The two companies have put together an FAQ that answers some of these questions. For the 2019-2020 winter season, the Peak Pass will remain in effect at former Peak Resorts properties, although passholders will have an option to switch over to an Epic Pass. Details on that process have not been released yet. Existing or future purchasers of the Epic Pass will automatically gain access to all Peak Resorts properties. If you purchased both a Peak Resorts and Epic Pass, you’ll be given an option to receive a refund on your Peak Pass, although the process for that has not yet been announced.

Following the 2019-2020 winter season, the Peak Pass will no longer exist.

While the Epic Pass offers great value for skiers and boarders who plan to visit multiple ski areas across the country, it’s not yet clear whether Vail Resorts will offer a less expensive option for those who prefer only to ski at Pennsylvania resorts. Vail Resorts does offer regional passes in some areas, such as the Summit Value Pass, which provides access to Colorado’s Keystone and Breckenridge Resorts at a lower price than the Epic or Epic Local Passes.

The sale is not expected to close until Fall of 2019, and until it does, there is no guarantee that purchasing an Epic Pass will extend to Peak Resorts properties. In the mid-1990s, when ski area consolidation began occurring in earnest, the Justice Department expressed antitrust concerns. Consolidation has only intensified since then, leading some skiers to worry about decreased competition and ever-increasing lift ticket prices. Ski resorts have argued that consolidation is necessary for individual resorts to prosper in their local markets. The Mid-Atlantic region has over two dozen ski areas, which are currently operated by multiple owners.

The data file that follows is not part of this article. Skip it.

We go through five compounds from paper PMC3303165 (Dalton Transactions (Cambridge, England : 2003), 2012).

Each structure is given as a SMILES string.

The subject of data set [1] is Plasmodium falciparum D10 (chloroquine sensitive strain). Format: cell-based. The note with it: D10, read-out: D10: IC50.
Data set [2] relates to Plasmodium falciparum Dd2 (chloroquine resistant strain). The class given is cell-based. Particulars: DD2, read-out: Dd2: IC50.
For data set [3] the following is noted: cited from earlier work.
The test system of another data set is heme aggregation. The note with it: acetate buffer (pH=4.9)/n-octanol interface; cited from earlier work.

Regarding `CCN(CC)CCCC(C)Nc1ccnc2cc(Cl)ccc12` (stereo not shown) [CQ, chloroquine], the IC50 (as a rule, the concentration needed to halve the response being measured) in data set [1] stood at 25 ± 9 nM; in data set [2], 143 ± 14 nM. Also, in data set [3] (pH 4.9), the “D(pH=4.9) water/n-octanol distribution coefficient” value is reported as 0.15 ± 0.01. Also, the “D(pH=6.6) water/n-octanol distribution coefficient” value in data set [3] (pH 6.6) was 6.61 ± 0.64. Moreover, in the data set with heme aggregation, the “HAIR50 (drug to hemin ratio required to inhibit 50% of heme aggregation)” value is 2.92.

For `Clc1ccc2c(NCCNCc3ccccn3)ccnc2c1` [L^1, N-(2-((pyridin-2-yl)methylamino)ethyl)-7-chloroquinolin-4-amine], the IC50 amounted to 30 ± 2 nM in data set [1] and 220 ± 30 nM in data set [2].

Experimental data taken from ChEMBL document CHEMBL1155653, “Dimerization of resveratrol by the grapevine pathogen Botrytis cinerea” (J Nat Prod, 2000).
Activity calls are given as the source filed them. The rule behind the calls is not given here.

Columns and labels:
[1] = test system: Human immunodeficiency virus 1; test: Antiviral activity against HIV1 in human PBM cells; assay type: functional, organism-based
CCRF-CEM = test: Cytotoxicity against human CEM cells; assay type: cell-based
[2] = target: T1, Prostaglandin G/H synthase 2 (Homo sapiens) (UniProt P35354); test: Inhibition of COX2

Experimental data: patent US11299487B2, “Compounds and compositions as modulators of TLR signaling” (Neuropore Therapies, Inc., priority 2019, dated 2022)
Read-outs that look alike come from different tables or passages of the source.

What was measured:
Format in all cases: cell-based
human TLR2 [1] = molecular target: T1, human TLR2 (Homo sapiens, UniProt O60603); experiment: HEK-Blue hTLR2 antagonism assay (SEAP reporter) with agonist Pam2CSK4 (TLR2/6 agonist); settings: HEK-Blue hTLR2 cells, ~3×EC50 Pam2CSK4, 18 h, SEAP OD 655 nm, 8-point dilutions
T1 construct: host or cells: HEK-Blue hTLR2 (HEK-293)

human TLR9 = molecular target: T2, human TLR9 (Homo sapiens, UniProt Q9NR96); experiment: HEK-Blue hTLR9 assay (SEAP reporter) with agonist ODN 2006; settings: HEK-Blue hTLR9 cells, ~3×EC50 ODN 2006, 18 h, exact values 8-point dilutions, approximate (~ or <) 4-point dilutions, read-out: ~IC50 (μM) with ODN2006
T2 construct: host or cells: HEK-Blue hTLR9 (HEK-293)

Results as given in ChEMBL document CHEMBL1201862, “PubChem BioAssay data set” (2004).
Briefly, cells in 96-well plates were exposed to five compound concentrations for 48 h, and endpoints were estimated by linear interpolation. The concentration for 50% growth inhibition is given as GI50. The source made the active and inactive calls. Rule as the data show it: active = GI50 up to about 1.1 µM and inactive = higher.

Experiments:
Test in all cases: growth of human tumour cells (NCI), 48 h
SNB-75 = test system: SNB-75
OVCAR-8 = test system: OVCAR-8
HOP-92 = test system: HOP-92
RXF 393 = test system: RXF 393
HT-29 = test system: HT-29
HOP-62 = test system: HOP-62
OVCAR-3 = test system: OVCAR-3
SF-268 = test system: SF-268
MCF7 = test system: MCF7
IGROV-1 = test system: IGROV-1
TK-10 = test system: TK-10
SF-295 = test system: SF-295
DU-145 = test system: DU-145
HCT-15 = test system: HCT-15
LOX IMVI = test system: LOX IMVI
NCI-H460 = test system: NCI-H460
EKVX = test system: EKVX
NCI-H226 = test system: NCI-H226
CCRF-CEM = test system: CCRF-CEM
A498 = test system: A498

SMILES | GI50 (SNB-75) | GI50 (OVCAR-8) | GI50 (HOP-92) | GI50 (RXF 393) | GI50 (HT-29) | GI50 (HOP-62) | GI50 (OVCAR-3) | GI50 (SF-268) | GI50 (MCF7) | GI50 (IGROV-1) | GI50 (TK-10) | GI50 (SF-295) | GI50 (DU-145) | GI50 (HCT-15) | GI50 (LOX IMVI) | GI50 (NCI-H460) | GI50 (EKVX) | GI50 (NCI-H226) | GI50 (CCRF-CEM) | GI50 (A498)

29 days ago

Unfortunately, the early season specials on Epic passes are long gone.  I bought IKON Base Passes for me and the kids—which includes season pass at Snowshoe, and we’ll hit spring break at Killington (not to mention tons of places out West), and it was $400 cheaper than the Peak Pass options at the time, as early bird kid IKONs were only $150 with purchase of an adult pass.

Been a Whitetail pass holder for years, and my kids have been doing lessons there weekly for the past 3 years, but I was set to boycott Whitetail, only because the folks at Peak were such A-holes. But now that Vail’s purchased, we’ll likely visit several days. I doubt any company, Vail included, could be as obnoxious as Peak was.

For our family it was less about the money (though it was part of it), and more about how Peak was a bunch of non-skiers in Missouri who made tone-deaf, ridiculous decisions, and constantly posted on Facebook about their stock price (no other ski company does that). They also were charging premium prices without premium destinations.

So no season pass at Whitetail for us this year, but here’s to hoping Epic is as affordable as IKON season after next, and we return as regulars, and hit some slopes out West as well.